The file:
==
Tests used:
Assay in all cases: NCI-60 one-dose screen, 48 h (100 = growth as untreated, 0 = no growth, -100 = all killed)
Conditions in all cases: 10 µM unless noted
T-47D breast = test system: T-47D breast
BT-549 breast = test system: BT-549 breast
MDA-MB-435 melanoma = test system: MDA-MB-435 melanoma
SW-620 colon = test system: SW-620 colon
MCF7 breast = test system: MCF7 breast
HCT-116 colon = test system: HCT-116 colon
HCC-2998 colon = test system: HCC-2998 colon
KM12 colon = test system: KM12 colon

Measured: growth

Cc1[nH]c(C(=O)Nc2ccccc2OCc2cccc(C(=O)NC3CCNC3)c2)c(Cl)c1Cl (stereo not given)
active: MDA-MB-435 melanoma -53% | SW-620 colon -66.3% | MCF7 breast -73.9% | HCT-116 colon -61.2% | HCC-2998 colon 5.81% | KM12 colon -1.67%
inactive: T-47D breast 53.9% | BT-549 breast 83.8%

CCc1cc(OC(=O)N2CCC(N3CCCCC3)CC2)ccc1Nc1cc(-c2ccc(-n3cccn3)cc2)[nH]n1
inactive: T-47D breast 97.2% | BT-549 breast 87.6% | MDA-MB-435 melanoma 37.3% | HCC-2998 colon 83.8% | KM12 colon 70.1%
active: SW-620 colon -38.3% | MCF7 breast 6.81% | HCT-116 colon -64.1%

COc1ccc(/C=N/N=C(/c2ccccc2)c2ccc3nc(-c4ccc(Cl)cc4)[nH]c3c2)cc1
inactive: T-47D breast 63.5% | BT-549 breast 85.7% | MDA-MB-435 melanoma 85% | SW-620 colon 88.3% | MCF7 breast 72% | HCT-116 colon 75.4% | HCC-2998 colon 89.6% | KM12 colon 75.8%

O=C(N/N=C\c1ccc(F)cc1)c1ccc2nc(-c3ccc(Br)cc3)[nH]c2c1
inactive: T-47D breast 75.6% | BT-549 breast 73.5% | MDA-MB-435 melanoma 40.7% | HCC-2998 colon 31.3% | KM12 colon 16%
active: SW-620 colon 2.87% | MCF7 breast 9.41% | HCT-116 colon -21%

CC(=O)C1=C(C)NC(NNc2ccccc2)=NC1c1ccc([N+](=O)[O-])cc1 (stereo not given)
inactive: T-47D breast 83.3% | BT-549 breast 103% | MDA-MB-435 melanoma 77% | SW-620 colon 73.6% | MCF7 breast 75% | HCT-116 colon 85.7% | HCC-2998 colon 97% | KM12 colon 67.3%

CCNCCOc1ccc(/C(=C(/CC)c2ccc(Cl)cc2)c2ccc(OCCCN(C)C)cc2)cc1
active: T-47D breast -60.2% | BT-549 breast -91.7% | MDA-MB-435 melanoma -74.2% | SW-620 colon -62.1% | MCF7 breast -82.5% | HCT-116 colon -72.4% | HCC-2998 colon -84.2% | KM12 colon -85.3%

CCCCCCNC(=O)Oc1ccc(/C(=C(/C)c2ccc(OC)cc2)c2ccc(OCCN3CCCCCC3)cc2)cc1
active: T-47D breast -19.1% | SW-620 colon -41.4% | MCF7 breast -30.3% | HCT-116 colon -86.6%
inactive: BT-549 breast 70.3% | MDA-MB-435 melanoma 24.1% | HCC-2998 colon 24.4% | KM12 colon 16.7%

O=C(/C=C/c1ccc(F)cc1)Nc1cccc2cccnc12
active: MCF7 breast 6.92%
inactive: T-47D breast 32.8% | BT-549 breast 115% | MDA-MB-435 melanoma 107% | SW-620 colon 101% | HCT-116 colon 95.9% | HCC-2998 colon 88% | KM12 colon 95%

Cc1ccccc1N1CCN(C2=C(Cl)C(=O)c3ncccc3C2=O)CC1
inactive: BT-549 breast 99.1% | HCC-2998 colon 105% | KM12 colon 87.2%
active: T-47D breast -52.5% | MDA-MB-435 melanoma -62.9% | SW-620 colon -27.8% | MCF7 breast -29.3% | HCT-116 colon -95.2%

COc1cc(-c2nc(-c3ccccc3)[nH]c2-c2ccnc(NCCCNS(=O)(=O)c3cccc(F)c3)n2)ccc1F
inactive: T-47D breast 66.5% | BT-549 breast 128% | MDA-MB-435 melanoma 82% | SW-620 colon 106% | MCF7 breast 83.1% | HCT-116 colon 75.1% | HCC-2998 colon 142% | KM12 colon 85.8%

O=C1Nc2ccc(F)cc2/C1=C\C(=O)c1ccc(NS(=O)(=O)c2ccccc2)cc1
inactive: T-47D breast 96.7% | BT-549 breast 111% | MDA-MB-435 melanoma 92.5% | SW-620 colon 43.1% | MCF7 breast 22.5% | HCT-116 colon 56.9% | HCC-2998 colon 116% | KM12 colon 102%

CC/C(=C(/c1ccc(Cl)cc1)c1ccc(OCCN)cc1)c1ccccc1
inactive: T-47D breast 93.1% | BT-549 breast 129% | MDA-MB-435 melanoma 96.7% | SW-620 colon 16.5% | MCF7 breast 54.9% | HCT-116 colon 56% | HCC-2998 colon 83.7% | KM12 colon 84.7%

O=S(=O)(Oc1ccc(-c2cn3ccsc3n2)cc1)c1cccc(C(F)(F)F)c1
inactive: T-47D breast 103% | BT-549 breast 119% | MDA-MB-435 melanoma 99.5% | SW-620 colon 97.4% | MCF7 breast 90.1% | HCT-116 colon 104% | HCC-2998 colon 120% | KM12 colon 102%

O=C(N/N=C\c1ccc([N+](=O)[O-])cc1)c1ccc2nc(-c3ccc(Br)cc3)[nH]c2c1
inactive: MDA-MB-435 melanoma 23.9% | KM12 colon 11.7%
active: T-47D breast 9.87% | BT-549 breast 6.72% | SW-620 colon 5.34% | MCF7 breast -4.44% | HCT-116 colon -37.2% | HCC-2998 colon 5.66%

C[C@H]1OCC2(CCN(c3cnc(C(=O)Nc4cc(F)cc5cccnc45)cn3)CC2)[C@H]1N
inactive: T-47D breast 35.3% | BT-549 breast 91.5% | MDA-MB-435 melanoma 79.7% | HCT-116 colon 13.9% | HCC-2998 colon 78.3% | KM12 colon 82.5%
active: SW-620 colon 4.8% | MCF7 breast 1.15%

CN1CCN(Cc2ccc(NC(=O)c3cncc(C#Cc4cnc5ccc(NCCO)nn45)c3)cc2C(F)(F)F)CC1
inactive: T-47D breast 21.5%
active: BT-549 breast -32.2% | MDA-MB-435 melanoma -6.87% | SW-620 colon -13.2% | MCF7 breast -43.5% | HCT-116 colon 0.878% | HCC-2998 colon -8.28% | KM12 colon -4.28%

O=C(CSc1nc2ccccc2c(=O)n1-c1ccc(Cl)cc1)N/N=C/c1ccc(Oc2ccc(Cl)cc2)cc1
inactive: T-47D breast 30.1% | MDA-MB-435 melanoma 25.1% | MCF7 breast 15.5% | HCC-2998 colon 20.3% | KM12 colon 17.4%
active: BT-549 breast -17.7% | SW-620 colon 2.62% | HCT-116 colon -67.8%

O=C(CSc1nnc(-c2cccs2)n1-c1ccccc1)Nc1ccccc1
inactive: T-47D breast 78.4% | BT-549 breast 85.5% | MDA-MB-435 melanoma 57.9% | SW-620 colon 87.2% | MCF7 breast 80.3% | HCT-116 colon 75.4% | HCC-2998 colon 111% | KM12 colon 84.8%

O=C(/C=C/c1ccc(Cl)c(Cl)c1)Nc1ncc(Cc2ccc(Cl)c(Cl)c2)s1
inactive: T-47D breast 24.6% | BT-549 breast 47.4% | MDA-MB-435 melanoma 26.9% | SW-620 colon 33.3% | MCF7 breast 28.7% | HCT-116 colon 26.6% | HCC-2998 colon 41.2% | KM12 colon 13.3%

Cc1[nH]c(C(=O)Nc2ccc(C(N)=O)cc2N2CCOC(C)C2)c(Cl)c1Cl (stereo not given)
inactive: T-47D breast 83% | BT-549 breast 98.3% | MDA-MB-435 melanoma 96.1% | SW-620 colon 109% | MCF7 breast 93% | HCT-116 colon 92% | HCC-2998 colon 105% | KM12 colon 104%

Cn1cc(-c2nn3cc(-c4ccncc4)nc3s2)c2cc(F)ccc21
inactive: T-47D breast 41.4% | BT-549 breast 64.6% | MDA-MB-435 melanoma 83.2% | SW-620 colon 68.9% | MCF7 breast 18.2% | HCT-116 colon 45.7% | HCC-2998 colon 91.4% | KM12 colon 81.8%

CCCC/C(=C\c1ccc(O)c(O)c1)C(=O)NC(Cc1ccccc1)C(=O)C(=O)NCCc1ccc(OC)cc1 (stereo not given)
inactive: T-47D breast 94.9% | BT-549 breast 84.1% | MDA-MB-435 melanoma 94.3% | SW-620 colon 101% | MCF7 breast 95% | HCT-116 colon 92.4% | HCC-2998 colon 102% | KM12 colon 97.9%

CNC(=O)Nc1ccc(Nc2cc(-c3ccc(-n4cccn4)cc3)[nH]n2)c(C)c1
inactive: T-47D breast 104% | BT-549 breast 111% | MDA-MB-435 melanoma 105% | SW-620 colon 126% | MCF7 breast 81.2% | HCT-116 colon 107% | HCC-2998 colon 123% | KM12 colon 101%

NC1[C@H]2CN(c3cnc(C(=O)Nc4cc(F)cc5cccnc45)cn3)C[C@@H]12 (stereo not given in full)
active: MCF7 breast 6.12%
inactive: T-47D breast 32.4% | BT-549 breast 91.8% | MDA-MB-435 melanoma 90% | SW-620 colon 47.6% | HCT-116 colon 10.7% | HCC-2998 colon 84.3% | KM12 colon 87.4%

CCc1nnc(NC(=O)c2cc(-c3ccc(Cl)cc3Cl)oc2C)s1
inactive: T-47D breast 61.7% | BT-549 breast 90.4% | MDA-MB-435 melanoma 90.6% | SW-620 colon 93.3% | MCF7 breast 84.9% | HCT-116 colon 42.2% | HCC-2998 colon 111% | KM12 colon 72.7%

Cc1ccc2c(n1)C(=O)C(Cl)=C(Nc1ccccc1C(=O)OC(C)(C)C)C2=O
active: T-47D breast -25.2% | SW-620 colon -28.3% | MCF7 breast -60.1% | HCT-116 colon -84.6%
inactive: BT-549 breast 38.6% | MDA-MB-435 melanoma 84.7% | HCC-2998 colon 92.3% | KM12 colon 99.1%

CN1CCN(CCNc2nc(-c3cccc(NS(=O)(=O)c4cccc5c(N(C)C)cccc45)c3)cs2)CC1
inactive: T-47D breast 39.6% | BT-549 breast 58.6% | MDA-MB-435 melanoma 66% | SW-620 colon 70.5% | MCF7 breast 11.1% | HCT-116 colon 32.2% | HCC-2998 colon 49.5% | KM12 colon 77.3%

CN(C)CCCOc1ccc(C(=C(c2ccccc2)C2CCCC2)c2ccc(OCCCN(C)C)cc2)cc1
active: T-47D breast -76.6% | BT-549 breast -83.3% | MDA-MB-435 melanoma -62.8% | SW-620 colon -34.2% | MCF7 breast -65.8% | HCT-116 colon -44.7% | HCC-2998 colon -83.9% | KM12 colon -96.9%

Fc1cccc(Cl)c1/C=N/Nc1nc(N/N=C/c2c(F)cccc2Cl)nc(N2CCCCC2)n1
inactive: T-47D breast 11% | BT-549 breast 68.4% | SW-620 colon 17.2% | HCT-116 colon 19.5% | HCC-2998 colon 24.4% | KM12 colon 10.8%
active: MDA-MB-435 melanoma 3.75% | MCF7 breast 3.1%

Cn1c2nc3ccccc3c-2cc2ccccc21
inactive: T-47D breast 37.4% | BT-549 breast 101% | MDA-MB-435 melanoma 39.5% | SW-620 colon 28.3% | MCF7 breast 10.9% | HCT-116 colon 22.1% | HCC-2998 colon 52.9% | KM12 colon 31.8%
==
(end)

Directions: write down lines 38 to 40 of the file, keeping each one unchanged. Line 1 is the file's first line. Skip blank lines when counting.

inactive: T-47D breast 66.5% | BT-549 breast 128% | MDA-MB-435 melanoma 82% | SW-620 colon 106% | MCF7 breast 83.1% | HCT-116 colon 75.1% | HCC-2998 colon 142% | KM12 colon 85.8%

O=C1Nc2ccc(F)cc2/C1=C\C(=O)c1ccc(NS(=O)(=O)c2ccccc2)cc1
inactive: T-47D breast 96.7% | BT-549 breast 111% | MDA-MB-435 melanoma 92.5% | SW-620 colon 43.1% | MCF7 breast 22.5% | HCT-116 colon 56.9% | HCC-2998 colon 116% | KM12 colon 102%